Bangladesh does not want to tag the citizenship rights issue with the repatriation of Rohingya refugees.
Several Rohingya community leaders and rights groups have been vocal about ensuring citizenship rights of refugees before their repatriation to Myanmar.
"We do not think that placing the citizenship issue as a prerequisite to the repatriation is a practical idea," foreign secretary Masud Bin Momen said.
Referring to Bangladesh's stance, he said, rather there should be a process through which the Rohingya can obtain citizenship in Myanmar after returning home.
Bangladesh focuses on logistics, security and accountability aspects to ensure voluntary, dignified and safe repatriation of the Rohingya, he added.
Bangladesh is expecting the resumption of the trilateral meeting with China and Myanmar to expedite the repatriation process.
The process has been stalled since the beginning of this year due to the outbreak of the Covid pandemic and Myanmar's general elections, which ended last week.
"We have already contacted China in this connection and they also hope to resume the process soon," the foreign secretary told the FE.
However, Bangladesh thinks that the engagement of the ASEAN countries, of which Myanmar is a member, is also crucial to ensuring a conducive environment in the Rakhine State, the home of the Rohingya.
Asked whether Bangladesh was putting more eggs in China's basket in resolving the Rohingya crisis, the foreign secretary said that the East Asian nation has warmer ties with Myanmar than any other countries.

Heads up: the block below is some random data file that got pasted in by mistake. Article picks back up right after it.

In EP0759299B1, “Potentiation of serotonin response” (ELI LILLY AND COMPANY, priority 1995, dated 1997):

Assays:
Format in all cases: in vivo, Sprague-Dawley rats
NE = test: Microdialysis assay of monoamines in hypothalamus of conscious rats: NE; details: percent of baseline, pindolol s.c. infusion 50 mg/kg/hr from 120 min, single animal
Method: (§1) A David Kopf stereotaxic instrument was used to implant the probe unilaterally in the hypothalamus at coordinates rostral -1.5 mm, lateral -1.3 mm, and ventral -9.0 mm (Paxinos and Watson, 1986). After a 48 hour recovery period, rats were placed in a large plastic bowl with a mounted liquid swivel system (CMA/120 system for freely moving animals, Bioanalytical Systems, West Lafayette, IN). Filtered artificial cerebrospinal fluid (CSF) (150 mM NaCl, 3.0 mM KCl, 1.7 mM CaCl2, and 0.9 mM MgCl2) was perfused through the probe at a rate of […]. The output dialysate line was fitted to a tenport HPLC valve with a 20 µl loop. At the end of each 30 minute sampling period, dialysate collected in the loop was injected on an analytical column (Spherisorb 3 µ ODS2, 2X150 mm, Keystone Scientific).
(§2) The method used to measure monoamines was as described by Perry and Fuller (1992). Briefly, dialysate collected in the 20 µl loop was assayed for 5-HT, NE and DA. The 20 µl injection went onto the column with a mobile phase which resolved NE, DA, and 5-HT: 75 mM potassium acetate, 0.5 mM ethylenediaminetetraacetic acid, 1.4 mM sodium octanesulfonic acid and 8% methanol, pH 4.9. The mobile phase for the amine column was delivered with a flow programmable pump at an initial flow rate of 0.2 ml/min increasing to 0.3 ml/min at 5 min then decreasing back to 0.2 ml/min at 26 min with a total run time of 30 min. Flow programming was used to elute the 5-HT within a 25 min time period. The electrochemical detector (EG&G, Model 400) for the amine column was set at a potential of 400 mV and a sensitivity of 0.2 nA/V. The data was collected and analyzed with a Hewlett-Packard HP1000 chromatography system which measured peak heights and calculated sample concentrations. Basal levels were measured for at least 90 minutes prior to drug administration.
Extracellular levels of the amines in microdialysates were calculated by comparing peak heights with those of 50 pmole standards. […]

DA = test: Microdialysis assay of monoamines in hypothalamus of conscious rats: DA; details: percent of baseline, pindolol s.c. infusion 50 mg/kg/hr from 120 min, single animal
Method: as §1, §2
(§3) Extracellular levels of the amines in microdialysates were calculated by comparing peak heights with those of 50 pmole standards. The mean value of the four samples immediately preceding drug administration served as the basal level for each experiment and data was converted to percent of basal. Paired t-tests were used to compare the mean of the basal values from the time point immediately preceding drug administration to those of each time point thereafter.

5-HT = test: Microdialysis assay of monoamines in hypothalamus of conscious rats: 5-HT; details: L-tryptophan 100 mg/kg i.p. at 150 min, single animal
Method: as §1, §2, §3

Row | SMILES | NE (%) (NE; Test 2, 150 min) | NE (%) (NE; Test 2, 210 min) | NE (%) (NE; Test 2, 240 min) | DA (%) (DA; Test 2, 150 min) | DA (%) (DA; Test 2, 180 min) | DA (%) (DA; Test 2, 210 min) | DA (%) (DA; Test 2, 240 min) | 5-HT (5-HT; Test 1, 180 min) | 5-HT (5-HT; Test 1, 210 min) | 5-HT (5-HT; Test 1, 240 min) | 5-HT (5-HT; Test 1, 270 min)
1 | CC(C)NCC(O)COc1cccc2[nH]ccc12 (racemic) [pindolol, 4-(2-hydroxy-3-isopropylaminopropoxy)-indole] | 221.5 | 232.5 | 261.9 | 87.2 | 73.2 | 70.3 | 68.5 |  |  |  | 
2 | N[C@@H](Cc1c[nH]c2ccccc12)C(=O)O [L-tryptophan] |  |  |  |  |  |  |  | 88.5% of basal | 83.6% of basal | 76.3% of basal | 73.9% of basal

But it needs the engagement of all the neighbours of Myanmar and ASEAN countries to make it happen. Bangladesh is also closely in touch with the UN system, he added.
ASEAN countries and the neighbours of Myanmar, including India, can also play a crucial role with regard to the sustainable return of the Rohingya.
Bangladesh hopes that if civilian observers from these countries can be placed in Rakhine to monitor the situation in the state after the repatriation then the Rohingya will be encouraged to return to their homes as a fear factor has become the main impediment to voluntary repatriation.
Mr Masud said that Bangladesh is heavily burdened with the long presence of the Rohingya refugees--economically and socially.
A prolonged presence of the Rohingya may trigger radicalism and violence causing instability in the region, which would pose threat economic growth of the countries.